IMG_0766One of the themes to emerge during the 10 days was the potentiality of performance. During Bae Il Dong’s masterclass, we witnessed how he harnesses his body to channel his life force into his voice. He used several analogies including lateral and longitudinal energy, thinking of his body as having a north and south directional flow of energy and thinking of his body like a syringe in which his core strength is similar to the plunger in the syringe. For those that do not know this artists background, he is one of the world’s leading exponents of Korean traditional opera music, and trained for years in a waterfall! He is a true inspiration to be around, and his charismatic and genuine willingness to share his wisdom is contagious.

Simon Barker’s masterclass similarly used analogies that could have come from an Asian master. He used the term ‘grip’ (first coined by saxophonist Tony Malaby) to describe a motif, rhythmic cell, or any device that could be played in various contexts. We also had a lot of fun clapping rhythmic puzzles with Simon, including a quintuplet study, grouped in 7s. Scott Tinkler’s masterclass workshoped ideas developed from Greg Sheehan’s number diamonds, a concept that I have utilised in both Iron in the Blood suite and my new piece for Ensemble Offspring Border Control. More to come on this in my PhD thesis.

Christopher Hale was able to draw parallels of tension and release in rhythmic cycles between Flamenco music and Korean music. Peter Knight covered his musical vocabulary in using extended techniques on the trumpet and live electronic processes, as well as an excellent composition masterclass with Erik Griswold.

Extra curricular activities included a trip to the Great Barrier Reef and a day in the Daintree Rainforest and Port Douglas. You could also go jogging around Cairns, egged on by Simon Barker’s incredible barefoot running feats. He clocked up 120km throughout the week and didn’t even look tired! You can read more about his running (and drumming) on his blog here (http://runanddrum.wordpress.com/). Most of the evenings were spent at peoples’ accommodation, sharing ideas about what we had worked on throughout the day, cooking for each other, and of course beer and soju. The Australians prepared an Aussie barbeque with grilled salmon and snags (sausages), the Koreans made a selection of their delicious cuisine, and some friends prepared a Ghana fish special.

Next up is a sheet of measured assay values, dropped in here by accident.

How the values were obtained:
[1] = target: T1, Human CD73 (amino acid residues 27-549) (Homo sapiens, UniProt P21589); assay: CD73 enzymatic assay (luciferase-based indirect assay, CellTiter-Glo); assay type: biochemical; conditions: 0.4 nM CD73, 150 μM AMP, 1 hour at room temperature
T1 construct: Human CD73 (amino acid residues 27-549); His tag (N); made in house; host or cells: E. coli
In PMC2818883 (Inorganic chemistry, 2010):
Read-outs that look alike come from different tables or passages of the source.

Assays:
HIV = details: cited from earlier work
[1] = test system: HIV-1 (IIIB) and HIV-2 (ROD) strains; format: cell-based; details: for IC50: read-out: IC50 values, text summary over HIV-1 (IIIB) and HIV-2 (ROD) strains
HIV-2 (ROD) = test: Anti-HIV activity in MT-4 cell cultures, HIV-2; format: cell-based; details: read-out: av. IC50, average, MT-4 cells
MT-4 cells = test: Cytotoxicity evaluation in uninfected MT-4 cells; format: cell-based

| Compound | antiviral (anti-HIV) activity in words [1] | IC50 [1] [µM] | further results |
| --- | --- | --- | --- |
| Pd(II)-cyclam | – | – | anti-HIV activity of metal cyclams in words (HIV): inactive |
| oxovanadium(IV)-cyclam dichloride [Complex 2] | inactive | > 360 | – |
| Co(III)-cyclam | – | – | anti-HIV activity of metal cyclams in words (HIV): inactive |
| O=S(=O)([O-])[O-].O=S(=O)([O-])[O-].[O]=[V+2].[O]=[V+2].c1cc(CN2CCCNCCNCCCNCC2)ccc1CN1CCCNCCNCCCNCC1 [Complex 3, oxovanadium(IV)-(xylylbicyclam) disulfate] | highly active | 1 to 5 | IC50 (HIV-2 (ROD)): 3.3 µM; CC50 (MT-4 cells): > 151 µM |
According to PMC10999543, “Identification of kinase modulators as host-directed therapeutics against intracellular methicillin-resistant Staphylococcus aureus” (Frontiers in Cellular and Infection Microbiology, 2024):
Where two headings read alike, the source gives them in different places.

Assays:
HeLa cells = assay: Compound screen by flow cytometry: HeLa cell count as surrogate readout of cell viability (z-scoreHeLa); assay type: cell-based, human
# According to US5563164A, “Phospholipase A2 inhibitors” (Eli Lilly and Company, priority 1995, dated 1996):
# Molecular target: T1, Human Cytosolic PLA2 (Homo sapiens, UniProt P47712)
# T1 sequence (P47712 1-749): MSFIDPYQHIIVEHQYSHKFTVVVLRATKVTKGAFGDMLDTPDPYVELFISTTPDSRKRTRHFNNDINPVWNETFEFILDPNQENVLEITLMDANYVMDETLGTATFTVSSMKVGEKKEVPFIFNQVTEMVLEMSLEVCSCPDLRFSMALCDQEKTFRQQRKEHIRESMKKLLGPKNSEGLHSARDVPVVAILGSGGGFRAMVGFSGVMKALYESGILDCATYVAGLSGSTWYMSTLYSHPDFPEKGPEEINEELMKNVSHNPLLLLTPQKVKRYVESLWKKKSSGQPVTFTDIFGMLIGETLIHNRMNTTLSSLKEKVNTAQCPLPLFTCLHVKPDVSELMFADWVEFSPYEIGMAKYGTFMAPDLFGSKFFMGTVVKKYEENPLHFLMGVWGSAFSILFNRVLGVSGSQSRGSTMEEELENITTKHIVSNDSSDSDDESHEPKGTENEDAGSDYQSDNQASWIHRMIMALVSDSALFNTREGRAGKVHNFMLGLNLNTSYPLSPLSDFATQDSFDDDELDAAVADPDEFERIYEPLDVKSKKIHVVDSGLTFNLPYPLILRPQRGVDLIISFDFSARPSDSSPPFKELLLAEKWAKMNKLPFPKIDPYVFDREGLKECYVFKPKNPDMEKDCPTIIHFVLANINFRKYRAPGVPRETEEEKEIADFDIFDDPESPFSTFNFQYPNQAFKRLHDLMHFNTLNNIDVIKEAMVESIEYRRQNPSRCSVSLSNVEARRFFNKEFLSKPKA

IMG_0687The highlight of the week was the final concert by the Korean musicians; Min Young Woo (Janggu), Joohee Yoon (Haegum), JooAh Joon (Piri), Jeong Hwa Son (Gayaguem) with bassist Christopher Hale. The Korean musicians performed new music that built upon the ideas from the week, coupled with traditional forms representing a breakthrough for the musicians and the receptive Cairns audience and participants. The second half of the concert featured Scott Tinkler’s new work The Return of Spring, featuring members of the Australian Art Orchestra with the three core members of Scott, Simon and Il Dong. What and amazing week I can’t recommend this enough to anyone from around Australia or overseas. Check out the Australian Art Orchestra’s website and mailing list for updates on next year’s planned Creative Music Intensive.